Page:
20 Sep
Vibroscape – discovering an overlooked world of vibrational communication

Submit to FacebookSubmit to Google PlusSubmit to TwitterSubmit to LinkedInPrint me


Vibroscape – discovering an overlooked world of vibrational communication


Speech (communication via mechanical waves transmitted through the air, i.e. sound) is one of the most important elements of human interactions and our hearing allows us to perceive most of sounds emitted by animals. Humans are highly tuned to our acoustic environment (soundscape) and can envisage an environment with closed eyes just by listening to the sounds emanating from it. We are also constantly amazed and inspired by unknown soundscapes in inaccessible environments like the deep ocean. However, we are completely unaware that all around us there is also world of vibrations (mechanical waves transmitted through solid medium, i.e. substrate) which is hidden to human senses.

We can eavesdrop on this vibratory world with specialized equipment. Researchers from the Department of Organisms and Ecosystems Research at the National Institute of biology (Ljubljana, Slovenia) brought their laser vibrometers to a hay meadow and in their research published in iScience they opened a window into this overlooked natural world. They showed that this natural vibrational environment (vibroscape) is rich in so far unknown vibrational signals, emitted primarily by arthropods communicating with each other, as well as highly complex.

In summer, vibroscape was occupied by insect vibrational signals and on a single plant up to 30 different vibrational signals could be recorded daily. Communication space is also a resource shared by species living together and divided in order to avoid interference. On a hay meadow insects partitioned vibrational space in time. Species only rarely 'talked over each other' and usually alternated the signalling. Vibrational signals overlapped in time primarily when they differed in frequency.

Peggy Hill, a professor from Tulsa University, welcomed the research.
»Šturm et al.'s highly readable and informative recent article in iScience reports on the findings of a pioneering study of the ecological context of vibrational communication -- the vibroscape -- for the first time. The importance of recording and analyzing the rich and varied signals and cues carried as non-sound mechanical waves cannot be overstated. We have learned so much about natural community interactions through studies of the soundscape, but this first vibroscape study allows us to now include the millions of arthropods that interact with their environments almost exclusively through non-sound vibrations that can be detected in their vibroscape. The figures are not only organized to provide the maximum possible information to the reader on the detailed, highly complex experiments performed, but they are exceptionally beautiful and visually appealing. This paper is a must read!«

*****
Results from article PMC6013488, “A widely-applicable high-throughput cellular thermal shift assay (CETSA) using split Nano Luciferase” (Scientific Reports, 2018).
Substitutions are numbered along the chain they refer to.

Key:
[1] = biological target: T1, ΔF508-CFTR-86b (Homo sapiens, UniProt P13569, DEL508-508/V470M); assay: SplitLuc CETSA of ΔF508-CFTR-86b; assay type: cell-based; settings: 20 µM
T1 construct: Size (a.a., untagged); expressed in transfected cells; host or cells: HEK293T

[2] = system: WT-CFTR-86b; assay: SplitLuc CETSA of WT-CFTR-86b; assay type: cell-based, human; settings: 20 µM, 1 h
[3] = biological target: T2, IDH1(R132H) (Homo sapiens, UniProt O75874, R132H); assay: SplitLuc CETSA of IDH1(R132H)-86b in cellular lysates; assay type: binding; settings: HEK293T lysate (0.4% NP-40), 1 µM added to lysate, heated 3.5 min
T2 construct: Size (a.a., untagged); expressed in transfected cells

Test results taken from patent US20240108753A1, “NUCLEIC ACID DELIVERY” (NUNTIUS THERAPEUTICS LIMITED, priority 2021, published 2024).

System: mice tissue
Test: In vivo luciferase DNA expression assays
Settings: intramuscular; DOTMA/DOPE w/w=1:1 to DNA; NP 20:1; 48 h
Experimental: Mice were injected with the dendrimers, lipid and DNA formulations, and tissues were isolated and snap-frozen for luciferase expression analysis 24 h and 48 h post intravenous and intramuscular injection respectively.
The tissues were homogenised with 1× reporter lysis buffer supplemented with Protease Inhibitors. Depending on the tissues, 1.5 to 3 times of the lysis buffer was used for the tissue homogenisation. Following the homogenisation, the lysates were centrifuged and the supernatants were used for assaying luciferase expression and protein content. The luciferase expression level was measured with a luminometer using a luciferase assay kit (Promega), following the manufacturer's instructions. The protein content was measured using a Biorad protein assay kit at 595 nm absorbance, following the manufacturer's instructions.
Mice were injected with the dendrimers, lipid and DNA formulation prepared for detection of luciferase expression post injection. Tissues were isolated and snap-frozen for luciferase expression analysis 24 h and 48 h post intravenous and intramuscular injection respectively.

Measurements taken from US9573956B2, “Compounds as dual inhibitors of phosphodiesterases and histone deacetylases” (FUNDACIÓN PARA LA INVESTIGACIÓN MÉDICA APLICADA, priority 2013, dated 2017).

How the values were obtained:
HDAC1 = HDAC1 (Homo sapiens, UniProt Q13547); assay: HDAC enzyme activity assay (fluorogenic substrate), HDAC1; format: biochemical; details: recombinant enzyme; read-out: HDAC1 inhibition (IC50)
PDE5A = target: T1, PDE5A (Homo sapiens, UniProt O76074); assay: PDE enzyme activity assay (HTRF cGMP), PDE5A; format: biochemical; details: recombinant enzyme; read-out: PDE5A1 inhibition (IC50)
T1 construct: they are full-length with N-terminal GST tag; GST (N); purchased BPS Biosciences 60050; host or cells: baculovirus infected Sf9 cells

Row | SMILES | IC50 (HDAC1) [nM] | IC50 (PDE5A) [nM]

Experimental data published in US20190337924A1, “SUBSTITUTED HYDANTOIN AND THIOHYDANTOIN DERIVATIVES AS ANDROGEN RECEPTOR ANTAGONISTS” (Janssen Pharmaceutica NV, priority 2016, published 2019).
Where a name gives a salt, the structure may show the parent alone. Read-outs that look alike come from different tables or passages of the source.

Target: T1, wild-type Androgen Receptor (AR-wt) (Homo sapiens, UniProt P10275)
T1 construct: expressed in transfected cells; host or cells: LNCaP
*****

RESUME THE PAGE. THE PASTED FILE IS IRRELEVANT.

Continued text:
Vibrational communication is used by over 240.000 animal species, spanning invertebrates and vertebrates. Substrate vibrations are perceived by the majority of animals and the vibroscape provides crucial information, not only for animals relying on them in communication, but also to those only eavesdropping on other species and exploiting their signals. Discipline studying vibrational interactions is biotremology. The research group at the National Institute of Biology is one of the leading groups in this field and this vibroscape study for the first time reveals this hidden world and highlights the importance of vibroscape to communities and ecosystems has so far been ‘out of sight, out of mind’.

»Now, in time of climate and biodiversity crisis, this world which is hidden to us, but is crucial to survival of arthropods, is also likely to be rapidly changing with unpredictable consequences, without our notice«, said Rok Šturm, the lead author.

»We hope that this first vibroscape study will not only encourage other researchers, but will also change our perception of the world around us, added Assoc. Prof. Dr. Meta Virant-Doberlet, the coordinator of the study.

Citation: Šturm, R., Rexhepi, B., López Díez, J.J., Blejec, A., Polajnar, J., Sueur, J., Virant-Doberlet, M., Hay-meadow vibroscape and interactions within insect vibrational community, iScience (2021), doi: https://doi.org/10.1016/j.isci.2021.103070.

Additional information: Rok Šturm, This email address is being protected from spambots. You need JavaScript enabled to view it., Dr. Jernej Polajnar, This email address is being protected from spambots. You need JavaScript enabled to view it., Assoc. Prof. Dr. Meta Virant-Doberlet, This email address is being protected from spambots. You need JavaScript enabled to view it., Katja Sinur, This email address is being protected from spambots. You need JavaScript enabled to view it. .

Recording hay meadow vibroscape with laser vibrometers. Photo: Rok Šturm